11. Alex Gordon returns to the Royals
This is how it's supposed to work: Defending champs ride the good vibes and robust revenues to keep one of their franchise faces. But the Royals went into the winter publicly pronouncing their payroll would remain just about where it was in '15, so this was no gimme. Ultimately, Kansas City was able to capitalize on the crowded outfield market that impacted Gordon's price tag.
And that payroll, by the way, has now crept into truly unchartered territory for that market.
10. Andrelton Simmons dealt to the Angels
Sure, the Braves had already shown a willingness to move anybody in their organization, with the possible exception of consultant Bobby Cox. Still, at a time when defense is valued so highly, if there was one player you could reasonably imagine them building their next contender around, it was Simmons up the middle. Atlanta fans certainly agreed. By and large, they hated this deal, though that anger has since been mitigated by the swap for Dansby Swanson.
Only time will tell if this was a wise time for the Braves to sell off Simmons. His glove-only profile becomes a lot less attractive as the pricier side of his contract kicks in, but the returns on the return (prospects Sean Newcomb and Chris Ellis and one year of shortstop Erick Aybar) have been mixed.
9. Barry Bonds returns -- as a Marlin
Baseball's tainted home run king had largely lived in exile these last eight years, save for his guest-instructor stints in Giants camp. We had no reason to necessarily suspect he'd be interested in the everyday grind of travel and the untold hours in the cage that are par for the hitting-coach course.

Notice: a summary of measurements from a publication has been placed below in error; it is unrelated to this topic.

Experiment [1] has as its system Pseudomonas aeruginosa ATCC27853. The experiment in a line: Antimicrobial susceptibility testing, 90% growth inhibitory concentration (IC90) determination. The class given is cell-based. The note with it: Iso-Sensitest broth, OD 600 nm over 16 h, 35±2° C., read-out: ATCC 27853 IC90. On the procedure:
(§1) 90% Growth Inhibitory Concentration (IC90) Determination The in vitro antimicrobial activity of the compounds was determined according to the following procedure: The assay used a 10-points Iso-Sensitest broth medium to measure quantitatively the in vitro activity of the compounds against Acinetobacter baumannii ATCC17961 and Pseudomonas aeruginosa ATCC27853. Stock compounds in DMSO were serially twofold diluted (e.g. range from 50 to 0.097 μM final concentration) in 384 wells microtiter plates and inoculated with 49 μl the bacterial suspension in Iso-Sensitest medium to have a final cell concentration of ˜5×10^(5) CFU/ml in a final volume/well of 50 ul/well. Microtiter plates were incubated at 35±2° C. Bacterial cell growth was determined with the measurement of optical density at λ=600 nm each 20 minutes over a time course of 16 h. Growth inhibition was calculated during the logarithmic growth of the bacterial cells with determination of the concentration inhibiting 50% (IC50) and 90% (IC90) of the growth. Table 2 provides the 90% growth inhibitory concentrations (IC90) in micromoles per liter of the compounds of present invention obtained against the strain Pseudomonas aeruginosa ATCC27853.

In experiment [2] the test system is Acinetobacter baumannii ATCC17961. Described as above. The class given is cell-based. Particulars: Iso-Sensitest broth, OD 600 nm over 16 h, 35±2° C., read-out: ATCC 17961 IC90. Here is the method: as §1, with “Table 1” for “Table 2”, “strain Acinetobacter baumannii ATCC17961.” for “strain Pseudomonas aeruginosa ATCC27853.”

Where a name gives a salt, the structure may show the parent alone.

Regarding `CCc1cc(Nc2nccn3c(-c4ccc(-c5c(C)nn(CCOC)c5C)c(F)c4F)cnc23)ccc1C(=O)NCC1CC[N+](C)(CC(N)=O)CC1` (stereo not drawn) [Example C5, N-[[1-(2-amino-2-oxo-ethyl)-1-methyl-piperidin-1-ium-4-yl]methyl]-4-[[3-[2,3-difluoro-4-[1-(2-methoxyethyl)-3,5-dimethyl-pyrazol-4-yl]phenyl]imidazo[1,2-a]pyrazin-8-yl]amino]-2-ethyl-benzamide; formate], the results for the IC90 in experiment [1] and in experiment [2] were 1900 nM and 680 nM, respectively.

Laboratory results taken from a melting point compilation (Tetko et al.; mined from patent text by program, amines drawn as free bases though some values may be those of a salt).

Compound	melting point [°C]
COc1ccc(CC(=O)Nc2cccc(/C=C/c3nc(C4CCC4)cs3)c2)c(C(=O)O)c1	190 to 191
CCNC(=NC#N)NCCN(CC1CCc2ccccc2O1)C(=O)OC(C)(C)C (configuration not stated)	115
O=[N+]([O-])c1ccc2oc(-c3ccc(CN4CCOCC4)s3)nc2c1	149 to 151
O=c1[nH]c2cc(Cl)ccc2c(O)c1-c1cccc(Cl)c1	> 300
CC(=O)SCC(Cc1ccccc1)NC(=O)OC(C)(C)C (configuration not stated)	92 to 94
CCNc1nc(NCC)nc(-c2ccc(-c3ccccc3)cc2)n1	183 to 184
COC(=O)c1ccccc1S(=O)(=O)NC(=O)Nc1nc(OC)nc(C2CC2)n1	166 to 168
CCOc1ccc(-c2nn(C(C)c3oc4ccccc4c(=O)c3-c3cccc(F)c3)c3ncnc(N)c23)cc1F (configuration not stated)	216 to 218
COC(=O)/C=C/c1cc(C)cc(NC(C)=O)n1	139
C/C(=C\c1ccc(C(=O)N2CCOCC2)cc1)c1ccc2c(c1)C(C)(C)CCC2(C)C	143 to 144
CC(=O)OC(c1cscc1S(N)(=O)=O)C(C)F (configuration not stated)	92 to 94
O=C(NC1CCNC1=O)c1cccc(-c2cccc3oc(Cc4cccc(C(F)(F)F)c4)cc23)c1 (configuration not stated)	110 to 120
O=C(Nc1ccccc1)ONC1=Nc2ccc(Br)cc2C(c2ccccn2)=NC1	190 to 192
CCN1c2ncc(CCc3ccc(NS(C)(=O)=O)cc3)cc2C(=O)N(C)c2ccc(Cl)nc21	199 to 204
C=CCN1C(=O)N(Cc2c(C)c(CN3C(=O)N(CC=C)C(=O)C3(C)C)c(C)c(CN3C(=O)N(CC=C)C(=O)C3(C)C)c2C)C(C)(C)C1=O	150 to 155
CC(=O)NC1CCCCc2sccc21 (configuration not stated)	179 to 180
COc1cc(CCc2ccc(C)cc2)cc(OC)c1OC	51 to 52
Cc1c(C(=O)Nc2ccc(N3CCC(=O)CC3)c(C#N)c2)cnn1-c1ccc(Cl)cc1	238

But the Marlins were wise to look past Bonds' personal transgressions and instead focus on his almost unparalleled insights into the art of hitting and ask him to be on their staff. And Bonds, surprisingly, accepted.
8. The Nationals' non-deals
It all started with the Nats decision to hire Bud Black to replace Matt Williams as manager. A fine selection, but one undone by the Nats' curious lowball initial offer (one year, $1.6 million) at a time when three-year pacts are the norm for even rookie skippers. Black walked away, and the Nats turned to their second choice, Dusty Baker, himself a fine selection who will be energized by the opportunity after two years away from the game. Still, the whole situation seemed to speak to the tenuous nature of Mike Rizzo's standing in the GM seat right now, and it was, on the whole, a bad look for the Nats.
Then the Nats worked out a trade for Cincinnati second baseman Brandon Phillips, who exercised his 10-and-5 rights to veto the trade on the grounds that the Nats wouldn't extend him. This was a bad look for Phillips, who has two years and $27 million remaining on a contract generally regarded as an albatross. He stands to potentially cede some playing time to prospect Jose Peraza on what looks to be a terrible Reds team as opposed to playing every day for a contender.
And finally, the Nats were late entrants into the Yoenis Cespedes market and, by all accounts, made the most aggressive offer for him, only to lose out to the rival Mets.